Cyclical Market

Those locations where real estate prices tend to rise to the sky – and then fall back to earth – are known as cyclical markets. If you review property values in a cyclical market over a decade or longer, you’ll notice very defined peaks and valleys. In the good years, prices can increase seemingly without limit. And when the sales boom goes bust (which always happens, sooner or later), prices can drop quite dramatically.

If you choose to invest in a cyclical market, be prepared to commit yourself for the long haul. Price trends tend to play out over a number of years, so you’ll see the best returns by riding out the waves. Due to their volatility, cyclical markets might not be a good choice for investors who are highly risk averse. Risk-tolerant investors with a long timeline for growth may get the best bang for their buck in a cyclical market.

Where are the cyclical markets?

You can often find cyclical housing markets in:

  • Locations that are considered very desirable places to live and work. Think Miami or Los Angeles.
  • Cities where the demand for housing is generally high and it is difficult to increase the supply of available housing, such as New York.
  • Areas with a large and dynamic job market and a high average income level. Silicon Valley and Boston are great examples.

I get why these places would boom - but how can they crash?

Market forces pull and push prices in different directions as economic conditions change. The housing boom of the early 2000s sent real estate prices soaring in many locations. And when the price level become unsustainable to continue feeding demand, prices dropped quickly.

More recently, the global pandemic has upended real estate prices in many markets. Workers who are no longer tethered to an office are often moving away from expensive cities into more moderately-priced areas, or to locations closer to family and friends. As a result, several typically robust housing markets are starting to enter a period of higher vacancy rates and sliding prices, while some more affordable areas are seeing bidding wars for the first time in their real estate market.

Your property management dilemma: Do I need to upgrade?

You’ve owned a property in a Class A cyclical market for 15 years. You’ve never had a problem finding well qualified tenants. Your current tenant’s lease is up for renewal. They’ve done a bit of comparison shopping in the neighborhood and mentioned how much they liked the hard surface flooring they saw in nearby rental properties.

When you called today to ask them to re-sign, they asked if you’d consider replacing your home’s wall-to-wall carpeting with a newer floor, like luxury vinyl plank or tile. “If you can upgrade the floor, we’ll stay,” your tenant says. “If not, we’ll give our notice and move out at the end of the lease.”

While your property is well-maintained, you would have to agree that the interior cosmetic look is a bit dated. You follow the real estate listings in the neighborhood and have seen that owners who updated things like floors, paint, and cabinets were able to command top dollar for their properties. 

Market details of your investment are shown below.

The current market value of your home is $350K.
The cash on cash return on your investment is 2%
You can rent the home for $2500 per month

You’re starting to wonder: Do I need to make upgrades to my rental property? Will it be harder to find tenants now if I don’t?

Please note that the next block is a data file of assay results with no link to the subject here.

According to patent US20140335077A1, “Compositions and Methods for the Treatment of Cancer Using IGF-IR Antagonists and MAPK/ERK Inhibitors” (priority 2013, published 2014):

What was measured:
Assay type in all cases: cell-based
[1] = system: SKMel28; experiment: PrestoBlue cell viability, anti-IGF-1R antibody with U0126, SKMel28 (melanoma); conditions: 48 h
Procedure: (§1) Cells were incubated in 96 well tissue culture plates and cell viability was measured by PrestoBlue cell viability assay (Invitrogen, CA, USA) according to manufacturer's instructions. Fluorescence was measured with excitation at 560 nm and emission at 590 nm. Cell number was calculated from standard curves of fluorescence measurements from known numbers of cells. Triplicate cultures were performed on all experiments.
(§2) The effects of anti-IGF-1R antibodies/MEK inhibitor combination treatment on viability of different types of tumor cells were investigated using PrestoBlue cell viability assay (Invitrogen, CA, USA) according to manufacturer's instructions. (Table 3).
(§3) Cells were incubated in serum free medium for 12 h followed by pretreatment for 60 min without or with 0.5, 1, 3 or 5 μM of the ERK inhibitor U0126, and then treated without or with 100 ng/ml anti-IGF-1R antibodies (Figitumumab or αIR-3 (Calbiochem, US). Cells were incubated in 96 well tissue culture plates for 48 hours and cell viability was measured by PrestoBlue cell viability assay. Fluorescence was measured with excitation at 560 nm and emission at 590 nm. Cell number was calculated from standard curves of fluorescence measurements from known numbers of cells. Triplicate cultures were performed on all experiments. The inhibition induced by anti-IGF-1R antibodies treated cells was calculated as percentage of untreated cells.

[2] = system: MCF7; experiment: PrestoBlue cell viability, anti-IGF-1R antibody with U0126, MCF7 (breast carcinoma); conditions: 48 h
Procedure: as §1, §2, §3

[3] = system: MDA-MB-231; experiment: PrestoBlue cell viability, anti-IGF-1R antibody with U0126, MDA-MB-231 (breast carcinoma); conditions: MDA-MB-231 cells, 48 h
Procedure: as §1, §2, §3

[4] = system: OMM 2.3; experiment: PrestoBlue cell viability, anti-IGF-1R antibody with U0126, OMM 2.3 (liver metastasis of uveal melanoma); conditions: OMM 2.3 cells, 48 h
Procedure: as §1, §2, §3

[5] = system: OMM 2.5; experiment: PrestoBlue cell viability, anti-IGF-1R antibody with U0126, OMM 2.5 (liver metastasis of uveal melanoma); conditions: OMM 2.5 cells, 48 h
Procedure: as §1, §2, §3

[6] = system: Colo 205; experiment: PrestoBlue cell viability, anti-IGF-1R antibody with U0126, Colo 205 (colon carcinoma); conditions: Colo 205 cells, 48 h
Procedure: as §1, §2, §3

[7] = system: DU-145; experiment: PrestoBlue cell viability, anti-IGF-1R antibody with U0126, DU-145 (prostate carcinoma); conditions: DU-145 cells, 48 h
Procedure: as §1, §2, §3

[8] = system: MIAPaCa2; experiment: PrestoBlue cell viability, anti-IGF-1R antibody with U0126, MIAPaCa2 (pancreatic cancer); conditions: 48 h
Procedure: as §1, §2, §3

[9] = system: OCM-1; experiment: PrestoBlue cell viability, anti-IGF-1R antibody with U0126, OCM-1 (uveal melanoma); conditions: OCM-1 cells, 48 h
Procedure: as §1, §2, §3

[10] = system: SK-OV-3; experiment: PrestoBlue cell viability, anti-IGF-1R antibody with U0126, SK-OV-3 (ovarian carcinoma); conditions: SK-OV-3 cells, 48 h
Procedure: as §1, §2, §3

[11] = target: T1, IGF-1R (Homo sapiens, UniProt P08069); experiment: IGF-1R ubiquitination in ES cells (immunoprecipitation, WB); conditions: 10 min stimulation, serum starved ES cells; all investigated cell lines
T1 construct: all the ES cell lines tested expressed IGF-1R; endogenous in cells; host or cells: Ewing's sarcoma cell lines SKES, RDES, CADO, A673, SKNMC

Think about what action would you take in this situation. Then click the card that’s closest to your decision to see if your instincts are on target.

Forget about it. You don't need to change a thing

Cyclical markets are desirable locations by definition, so you can probably always find tenants. But you may need to be willing to offer a break on rent if your property isn't up to neighborhood standards.

Tell your tenants that you'll upgrade if they help share in the cost

Your tenant should not be expected to pay for desired cosmetic upgrades or renovations. However, you can increase the rent after upgrades are made if the improvements increase the value of your property.

Make the upgrade and keep your current tenants

This could be the right solution if you have a good relationship with the tenants and want to keep them in your property. You may still consider a rent increase to reflect the value of the improvements you made.

Accept your tenants' notice then make the upgrade anyway

This option will cost you in the short run (since your unit will be empty) but gives you the chance to do more upgrades and return the property to the market at a higher rate. While risky, this could pay off more in the long run.

There isn’t an easy answer to this question because cyclical markets offer bigger risks and bigger rewards than either linear or hybrid markets. The real consideration here is: how much cost am I willing to pay? And will I get my money back?

If you plan to hold the property for another five years (or longer), upgrading may be a good decision because it will help you command the highest rent possible. If you plan to sell the property in the next couple of years and know you can rent it at a good price in the interim, upgrading may not be your priority.

In the end, it all goes back to planning. What is your financial plan? What is your investment horizon timeline? What return will you get on your upgrades? Once you’ve answered these questions, you’ll know which course of action makes the most sense for you.

Click the laptop icon to go to Topic 3.3: Building Your Real Estate Investment Strategy.

Spencer, Video Production Manager

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